John the Baptist to symbolize and equal the one, and the historical figure of
      Jesus to fulfill and surpass the other.
      Now, with this interpretation in mind, in John 1:6-9 we are told about John the
      Baptist and his role as a witness, and
      a witness only, to the light (to Jesus). The scholars have noted how different
      the Baptist’ role in the gospel of John is
      from the Synoptics. In John’s Gospel, the author emphasizes that the Baptist
      came only as a witness. The Greek
      word “to bear witness” (
      (John 1:7-8, 15, 19, 32, 34; 3:28, 32; 5:31ff). The scholars have noted that
      John’s role is being downplayed in its
      comparison with the role of Jesus. But why? According to many of the scholars,
      there was a John the Baptist sect
      that was rivaling the Jesus sect. The author of the gospel, by placing John in a
      “servant” role, is making it clear to
      those who would follow John the Baptist over following Jesus that they are in
      error. John A.T. Robinson, in his
      book entitled
      “For ever since Wilhelm Baldensperger Johannine criticism has been dogged by the
      notion that the entire treatment of John the Baptist in this Gospel is
      motivated- and
      thoroughly distorted- by polemic against the Baptist groups opposed to the early
      church.
      There are a string of denials and disclaimers which, it is said, can make sense
      only as
      rebuttals of counter-claims that John the Baptist
      cf. 5:35), the superior in rank (1:15, 30; 3:30), the Messiah, Elijah, the
      prophet like
      Moses (1:19-21; 3:28). That there is theological motivation at work here- as
      throughout
      the Gospel- cannot be doubted. The sole question is whether it distorts the
      history and
      provides evidence merely for the life-setting of the Johannine community rather
      than
      affording any reliable information about the Baptist and his mission”
      (pp.170-71).
      Then, providing us with his own opinion on the matter, Robinson states,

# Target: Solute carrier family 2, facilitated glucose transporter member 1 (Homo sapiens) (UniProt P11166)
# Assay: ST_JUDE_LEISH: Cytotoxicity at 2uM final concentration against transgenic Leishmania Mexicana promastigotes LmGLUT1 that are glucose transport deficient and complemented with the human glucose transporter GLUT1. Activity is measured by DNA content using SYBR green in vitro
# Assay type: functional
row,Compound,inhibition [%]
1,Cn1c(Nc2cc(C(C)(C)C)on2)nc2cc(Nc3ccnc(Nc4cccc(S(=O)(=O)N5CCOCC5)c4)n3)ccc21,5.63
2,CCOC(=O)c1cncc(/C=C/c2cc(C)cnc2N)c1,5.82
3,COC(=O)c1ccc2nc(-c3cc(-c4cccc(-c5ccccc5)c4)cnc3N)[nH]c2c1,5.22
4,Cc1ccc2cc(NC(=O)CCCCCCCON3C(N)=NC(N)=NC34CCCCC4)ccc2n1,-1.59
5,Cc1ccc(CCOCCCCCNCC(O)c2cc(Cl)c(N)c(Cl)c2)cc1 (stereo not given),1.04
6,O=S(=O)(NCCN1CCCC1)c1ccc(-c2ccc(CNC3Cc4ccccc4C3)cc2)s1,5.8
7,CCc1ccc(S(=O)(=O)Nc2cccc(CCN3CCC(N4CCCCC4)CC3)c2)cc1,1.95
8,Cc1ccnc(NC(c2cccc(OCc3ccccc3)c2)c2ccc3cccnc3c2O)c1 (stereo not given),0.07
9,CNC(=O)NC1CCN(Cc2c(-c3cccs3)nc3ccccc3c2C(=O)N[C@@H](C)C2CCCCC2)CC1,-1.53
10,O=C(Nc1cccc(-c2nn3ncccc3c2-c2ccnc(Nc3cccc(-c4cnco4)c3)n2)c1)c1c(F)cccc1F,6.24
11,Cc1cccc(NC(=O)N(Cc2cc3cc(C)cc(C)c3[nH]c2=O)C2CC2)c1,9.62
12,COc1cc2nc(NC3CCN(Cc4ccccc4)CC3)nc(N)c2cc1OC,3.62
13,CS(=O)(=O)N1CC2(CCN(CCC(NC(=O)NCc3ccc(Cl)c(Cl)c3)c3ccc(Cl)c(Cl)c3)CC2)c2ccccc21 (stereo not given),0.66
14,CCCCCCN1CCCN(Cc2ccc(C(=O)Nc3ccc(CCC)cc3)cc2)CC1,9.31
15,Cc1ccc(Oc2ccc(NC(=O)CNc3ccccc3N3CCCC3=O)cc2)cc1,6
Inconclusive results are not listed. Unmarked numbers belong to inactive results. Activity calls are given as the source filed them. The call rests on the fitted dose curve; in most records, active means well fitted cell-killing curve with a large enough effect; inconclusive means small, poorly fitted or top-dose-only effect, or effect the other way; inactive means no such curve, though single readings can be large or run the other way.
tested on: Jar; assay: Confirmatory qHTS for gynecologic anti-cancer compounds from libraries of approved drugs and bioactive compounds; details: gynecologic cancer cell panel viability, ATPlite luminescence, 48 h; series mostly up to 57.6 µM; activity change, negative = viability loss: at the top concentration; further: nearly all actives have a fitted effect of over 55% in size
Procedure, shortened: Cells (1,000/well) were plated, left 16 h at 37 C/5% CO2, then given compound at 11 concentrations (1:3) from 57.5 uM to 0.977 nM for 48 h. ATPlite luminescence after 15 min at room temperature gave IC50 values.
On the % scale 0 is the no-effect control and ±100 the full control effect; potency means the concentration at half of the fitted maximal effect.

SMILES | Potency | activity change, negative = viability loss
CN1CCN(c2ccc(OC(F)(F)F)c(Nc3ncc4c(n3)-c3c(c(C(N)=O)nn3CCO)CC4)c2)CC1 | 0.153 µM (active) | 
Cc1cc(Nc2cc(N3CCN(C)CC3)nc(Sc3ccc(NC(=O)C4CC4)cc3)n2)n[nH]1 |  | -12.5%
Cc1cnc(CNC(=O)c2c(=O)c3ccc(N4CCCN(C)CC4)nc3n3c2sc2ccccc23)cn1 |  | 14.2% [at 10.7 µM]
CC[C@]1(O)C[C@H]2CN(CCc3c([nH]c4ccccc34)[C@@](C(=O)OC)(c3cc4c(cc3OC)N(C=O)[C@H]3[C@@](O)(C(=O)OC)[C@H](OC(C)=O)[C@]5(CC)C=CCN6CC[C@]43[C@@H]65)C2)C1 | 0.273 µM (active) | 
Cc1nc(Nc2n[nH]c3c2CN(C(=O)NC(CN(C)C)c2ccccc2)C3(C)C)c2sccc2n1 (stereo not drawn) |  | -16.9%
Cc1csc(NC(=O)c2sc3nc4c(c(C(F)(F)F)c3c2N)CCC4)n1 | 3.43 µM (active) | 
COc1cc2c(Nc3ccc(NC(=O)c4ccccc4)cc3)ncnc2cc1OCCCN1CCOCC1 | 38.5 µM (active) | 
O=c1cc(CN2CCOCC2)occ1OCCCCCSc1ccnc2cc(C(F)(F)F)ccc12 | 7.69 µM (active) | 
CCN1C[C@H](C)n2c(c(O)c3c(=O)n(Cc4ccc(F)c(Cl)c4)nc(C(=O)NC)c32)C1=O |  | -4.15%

“In fact, there is no element of dispute between John and Jesus (as opposed to
      one
      between the disciples of John and ‘a Jew’), and their relations are represented
      as
      uniformly friendly throughout the Gospel. There is absolutely no evidence for
      such a
      statement…that John regarded Jesus as a renegade. Indeed if my interpretation is
      right
      Jesus saw the mission of the Baptist as sowing the seeds of his harvest (4:38)….
      It is
      much easier to think that the fourth evangelist had an eye to
      him?) were brought up on the Baptist’s teaching to believe in Jesus as the one
      to whom
      John pointed” (pp.171-72).
      Robinson correctly faults the view that sees the author of the gospel echoing an
      existing polemic in his day between
      disciples of the Baptist and those of Jesus. Robinson also correctly sees the
      mission of the Baptist as preparing the
      way for Jesus. And finally, Robinson also correctly sees the intention of the
      author of the gospel to be that of
      persuading those who were discipled by the Baptist to come over to Jesus’
      teachings. But what Robinson and the
      scholars have not understood thus far is that, and most importantly, John the
      Baptist, at least in the gospel of John
      (and most likely in Acts as well), has been cast as a symbolic figure for Moses,
      conveniently so because of where he
      stands in history. Even as John the Baptist was the last of the Law and the
      Prophets in Israel’s history, so was Moses
      the first of the Law and the Prophets in Israel’s history. John is “binding”